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Saturday, 13 October, 2001, 04:14 GMT 05:14 UK
Politicans assess ceasefire end
The UDA had been warned the ceasefire was under review
The decision followed fresh outbreaks of violence
Politicians in Northern Ireland are considering the implications of the government's declaration that the ceasefires of two of the loyalist paramilitary groups are over after recent violence.

Northern Ireland Secretary Dr John Reid made the announcement that the Ulster Defence Association and Loyalist Volunteer Force ceasefires were at an end at Hillsborough Castle on Friday afternoon.

The decision followed the murder of a journalist and an upsurge in street violence.

Despite fears of heightened risk of street trouble and other violence, the situation was quiet overnight on Friday.

Mr Reid said both groups have been respecified - meaning the government no longer recognises their ceasefires.

"They have systematically breached their ceasefires and I believe the patience of the people of Northern Ireland has run out," Dr Reid said.

Northern Ireland secretary John Reid
Dr John Reid has declared ceasefires over
Increased security is likely to follow the government's ruling.

Dr Reid said: "The security forces will get the full backing of the government in anything they need to do."

It is just two weeks since Dr Reid was on the brink of declaring the ceasefire of the UDA - the largest loyalist paramilitary organisation - to be over.

In September the RUC said the UDA had orchestrated several nights of serious rioting in north Belfast during which the police were attacked with guns and blast bombs. Scores of officers were injured.

Dr Reid said the RUC chief constable had briefed him that the UDA was also behind trouble on the Shankill Road on Thursday night, during which vehicles were hi-jacked and burned and the police were attacked with petrol and blast bombs.

The Northern Ireland secretary said he felt he had made the right decision not to specify the UDA two weeks ago because there was "nothing to be lost and everything to be gained from putting them to the test".

They had failed that test, he said.

He also said police inquiries into the murder of investigative journalist Martin O'Hagan near his home in County Armagh were concentrating on the LVF, a loyalist splinter group.

The police have said the UDA was involved in recent north Belfast violence
The police have said the UDA was involved in recent north Belfast violence
The Red Hand Defenders, a cover name used in the past by both the Loyalist Volunteer Force and the Ulster Defence Association, said it carried out the murder.

But the weapon used to kill the father-of-three is understood to have been linked to a previous LVF shooting.

'Prisoners could be returned'

Asked what the specification would mean in real terms for the two groups, Dr Reid said some paramilitary prisoners released early under the Good Friday Agreement could be returned to jail.
The police believe the LVF murdered journalist Martin O'Hagan
The police believe the LVF murdered journalist Martin O'Hagan
He said: "If there are people who are on licence and whose licence period has not yet expired, it will have implications for them.

"And if there are those in jail belonging to these organisations hoping to benefit from the release scheme, it could affect them. It also applies to any offences before the Good Friday Agreement for which people may not have been charged."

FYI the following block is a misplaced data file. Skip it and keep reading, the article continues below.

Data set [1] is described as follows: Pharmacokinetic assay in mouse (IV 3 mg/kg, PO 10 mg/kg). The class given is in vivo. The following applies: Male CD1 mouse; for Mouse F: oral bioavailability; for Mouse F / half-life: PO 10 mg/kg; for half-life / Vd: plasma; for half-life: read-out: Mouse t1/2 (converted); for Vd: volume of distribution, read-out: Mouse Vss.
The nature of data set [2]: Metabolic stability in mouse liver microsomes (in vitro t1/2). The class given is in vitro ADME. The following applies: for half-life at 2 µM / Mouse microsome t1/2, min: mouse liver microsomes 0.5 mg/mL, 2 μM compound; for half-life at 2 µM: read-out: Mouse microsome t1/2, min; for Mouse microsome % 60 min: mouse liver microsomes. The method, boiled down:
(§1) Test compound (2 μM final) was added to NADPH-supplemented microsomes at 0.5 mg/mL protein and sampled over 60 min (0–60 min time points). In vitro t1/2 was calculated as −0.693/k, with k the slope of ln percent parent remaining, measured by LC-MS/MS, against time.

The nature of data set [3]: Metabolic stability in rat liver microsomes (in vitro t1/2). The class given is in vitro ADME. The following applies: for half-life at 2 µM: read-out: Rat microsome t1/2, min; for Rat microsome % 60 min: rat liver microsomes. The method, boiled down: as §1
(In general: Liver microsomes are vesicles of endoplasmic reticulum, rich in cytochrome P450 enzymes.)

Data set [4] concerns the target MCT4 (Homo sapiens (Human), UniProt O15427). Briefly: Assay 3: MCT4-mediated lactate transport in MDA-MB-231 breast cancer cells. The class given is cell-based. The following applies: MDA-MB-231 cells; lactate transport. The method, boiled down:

John White of the Ulster Democratic Party, which is linked to the UDA, said some members of the organisation had been "flippant" in response to the government's move.

He said: "They said they'll set their own agenda and they're not concerned about whether the secretary of state declares their ceasefire over or not.

"But they're saying their collective organisation is still on ceasefire and that's what's important."

Specification welcomed

Sinn Fein and the SDLP welcomed the announcement.

Gerry Kelly of Sinn Fein said Dr Reid had finally "accepted what Catholic victims of the UDA have been telling them for well over a year and to accept that they called it wrong two weeks ago".

SDLP assembly member Brid Rodgers said: "It is my firm hope that the secretary of state and the chief constable will now move quickly to send those individuals behind the recent murder of Martin O'Hagan and the disgraceful violence in Belfast to prison where they belong."

But hardline Ulster Unionist MP Jeffrey Donaldson expressed fears that the move could lead to more trouble on the streets.

"This is a very serious development. I would urge the UDA and LVF to take steps to end the violence, but I'm very worried about what may happen in the next few days," the Lagan Valley MP said.

Mr Donaldson also criticised the government for not acting against the IRA.

And he said the government should have ensured the ceasefires of all the paramilitary groups were holding, before giving their prisoners early release.

His comments were echoed by North Belfast Democratic Unionist Party MP Nigel Dodds who said Dr Reid was afraid of the political ramifications of declaring the IRA ceasefire was over.

The BBC's Denis Murray
"Dr Reid said the patience of the people of Northern Ireland has run out"
Northern Ireland Secretary John Reid
"They have systematically breached their ceasefires"

Assembly back

IRA arms breakthrough


Loyalist ceasefire





See also:

12 Oct 01 | Northern Ireland
Reid acted on 'ceasefire farce'
12 Oct 01 | Northern Ireland
UDA ceasefire: 1994 - 2001?
12 Oct 01 | Northern Ireland
UDA linked to Belfast rioting
28 Sep 01 | Northern Ireland
UDA ceasefire warning
02 Oct 01 | Northern Ireland
Murder weapon linked to LVF
30 Sep 01 | Northern Ireland
Police appeal over journalist's murder
28 Sep 01 | Northern Ireland
UDA ceasefire: 1994 - 2001?
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